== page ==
Archery success will vary throughout any given season. Over the years, Jensen has observed persistent seasonal trends and patterns in harvest. "There's a gradual progression through the season," he remarked, "but, frankly, a lot of our deer are harvested the last week of the season. People are holding out for a big buck, and then at the end of December you see a big surge in the kill as people realize it's their last chance to kill a deer and they arrow something."

Success at getting permission to hunt private property -- 95 percent of the land in North Dakota -- can be easy or difficult to achieve.

"Like every place else, you have to ask," said Jensen. "And if you want to shoot a doe, you'll have real good success -- but if you're just wanting to shoot a big buck, you're less likely to get it."

Public-land prospects are available for the bowhunter, too. "There's the Sheyenne National Grasslands in the southeast," offered Jensen. "The Little Missouri National Grasslands in the west. And if they get on our Web site, they can access our PLOTS (Private Land Open to Sportsmen) maps for the entire state."

Archers in North Dakota number about 15,000 to 16,000, about 2,000 of those non-resident. Bowhunters in the state typically kill about 6,000 to 7,000 deer a year -- a success rate of about 40 percent.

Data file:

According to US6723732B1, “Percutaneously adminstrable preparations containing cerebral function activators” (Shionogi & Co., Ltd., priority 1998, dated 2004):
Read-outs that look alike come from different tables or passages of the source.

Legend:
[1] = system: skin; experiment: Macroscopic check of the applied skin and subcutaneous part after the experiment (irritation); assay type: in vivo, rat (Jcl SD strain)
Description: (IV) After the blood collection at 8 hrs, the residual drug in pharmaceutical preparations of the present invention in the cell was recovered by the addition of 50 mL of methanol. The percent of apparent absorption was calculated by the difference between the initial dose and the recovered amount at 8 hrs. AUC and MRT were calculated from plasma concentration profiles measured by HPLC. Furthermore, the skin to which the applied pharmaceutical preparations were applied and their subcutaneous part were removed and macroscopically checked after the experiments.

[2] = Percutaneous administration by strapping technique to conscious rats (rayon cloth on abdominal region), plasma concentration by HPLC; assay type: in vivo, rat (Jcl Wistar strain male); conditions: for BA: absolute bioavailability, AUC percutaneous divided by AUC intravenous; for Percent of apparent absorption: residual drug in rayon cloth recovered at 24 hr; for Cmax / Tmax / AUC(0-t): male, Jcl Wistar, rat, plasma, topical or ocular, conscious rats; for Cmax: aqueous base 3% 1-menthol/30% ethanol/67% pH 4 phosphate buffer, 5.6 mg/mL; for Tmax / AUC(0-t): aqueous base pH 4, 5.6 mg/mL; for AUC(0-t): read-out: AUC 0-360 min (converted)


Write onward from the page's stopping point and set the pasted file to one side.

The only changes that Jensen looks for this fall concern the banning of a new mechanical broadhead. "You can't use the mechanical broadheads where the blades stay open," he explained. "It opens up and forms a barb and locks."

North Dakota officials have been monitoring their deer for chronic wasting disease but haven't found any yet. "We've been testing about five years," Jensen said. "Prior to that we had tested all suspect animals -- anything that looked sick."


"I think like most states, we feel like we have a strong population of deer throughout the state, mostly whitetails but some mule deer out in the western half," said Doug Hansen, wildlife division director for the South Dakota Department of Game, Fish and Parks.